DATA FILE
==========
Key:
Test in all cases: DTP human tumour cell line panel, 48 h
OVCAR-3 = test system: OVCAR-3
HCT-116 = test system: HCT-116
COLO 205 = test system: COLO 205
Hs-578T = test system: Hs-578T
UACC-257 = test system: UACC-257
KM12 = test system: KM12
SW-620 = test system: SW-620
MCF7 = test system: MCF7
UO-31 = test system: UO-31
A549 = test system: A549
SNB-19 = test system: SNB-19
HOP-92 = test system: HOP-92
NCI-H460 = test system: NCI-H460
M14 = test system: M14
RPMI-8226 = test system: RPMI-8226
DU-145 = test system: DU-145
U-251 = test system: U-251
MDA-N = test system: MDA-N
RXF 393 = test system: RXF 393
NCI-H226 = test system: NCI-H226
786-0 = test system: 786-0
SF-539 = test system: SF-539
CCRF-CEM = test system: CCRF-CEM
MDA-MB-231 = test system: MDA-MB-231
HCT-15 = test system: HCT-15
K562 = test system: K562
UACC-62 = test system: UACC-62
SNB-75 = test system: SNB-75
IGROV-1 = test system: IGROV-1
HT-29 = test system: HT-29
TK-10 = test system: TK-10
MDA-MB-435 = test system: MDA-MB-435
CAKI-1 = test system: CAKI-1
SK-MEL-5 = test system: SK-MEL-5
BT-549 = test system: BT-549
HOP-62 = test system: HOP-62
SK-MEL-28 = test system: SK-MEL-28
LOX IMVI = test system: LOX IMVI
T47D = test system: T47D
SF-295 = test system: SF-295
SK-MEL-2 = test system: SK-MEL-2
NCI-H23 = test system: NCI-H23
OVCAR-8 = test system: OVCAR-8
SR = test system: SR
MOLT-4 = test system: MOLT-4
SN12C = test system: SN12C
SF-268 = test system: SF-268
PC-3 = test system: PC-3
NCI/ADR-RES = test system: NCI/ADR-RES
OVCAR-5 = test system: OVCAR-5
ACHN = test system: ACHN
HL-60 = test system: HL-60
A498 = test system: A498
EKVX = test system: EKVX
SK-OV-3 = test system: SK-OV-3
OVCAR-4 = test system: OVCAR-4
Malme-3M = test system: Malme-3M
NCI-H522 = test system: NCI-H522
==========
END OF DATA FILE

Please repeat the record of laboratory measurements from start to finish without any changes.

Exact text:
Key:
Test in all cases: DTP human tumour cell line panel, 48 h
OVCAR-3 = test system: OVCAR-3
HCT-116 = test system: HCT-116
COLO 205 = test system: COLO 205
Hs-578T = test system: Hs-578T
UACC-257 = test system: UACC-257
KM12 = test system: KM12
SW-620 = test system: SW-620
MCF7 = test system: MCF7
UO-31 = test system: UO-31
A549 = test system: A549
SNB-19 = test system: SNB-19
HOP-92 = test system: HOP-92
NCI-H460 = test system: NCI-H460
M14 = test system: M14
RPMI-8226 = test system: RPMI-8226
DU-145 = test system: DU-145
U-251 = test system: U-251
MDA-N = test system: MDA-N
RXF 393 = test system: RXF 393
NCI-H226 = test system: NCI-H226
786-0 = test system: 786-0
SF-539 = test system: SF-539
CCRF-CEM = test system: CCRF-CEM
MDA-MB-231 = test system: MDA-MB-231
HCT-15 = test system: HCT-15
K562 = test system: K562
UACC-62 = test system: UACC-62
SNB-75 = test system: SNB-75
IGROV-1 = test system: IGROV-1
HT-29 = test system: HT-29
TK-10 = test system: TK-10
MDA-MB-435 = test system: MDA-MB-435
CAKI-1 = test system: CAKI-1
SK-MEL-5 = test system: SK-MEL-5
BT-549 = test system: BT-549
HOP-62 = test system: HOP-62
SK-MEL-28 = test system: SK-MEL-28
LOX IMVI = test system: LOX IMVI
T47D = test system: T47D
SF-295 = test system: SF-295
SK-MEL-2 = test system: SK-MEL-2
NCI-H23 = test system: NCI-H23
OVCAR-8 = test system: OVCAR-8
SR = test system: SR
MOLT-4 = test system: MOLT-4
SN12C = test system: SN12C
SF-268 = test system: SF-268
PC-3 = test system: PC-3
NCI/ADR-RES = test system: NCI/ADR-RES
OVCAR-5 = test system: OVCAR-5
ACHN = test system: ACHN
HL-60 = test system: HL-60
A498 = test system: A498
EKVX = test system: EKVX
SK-OV-3 = test system: SK-OV-3
OVCAR-4 = test system: OVCAR-4
Malme-3M = test system: Malme-3M
NCI-H522 = test system: NCI-H522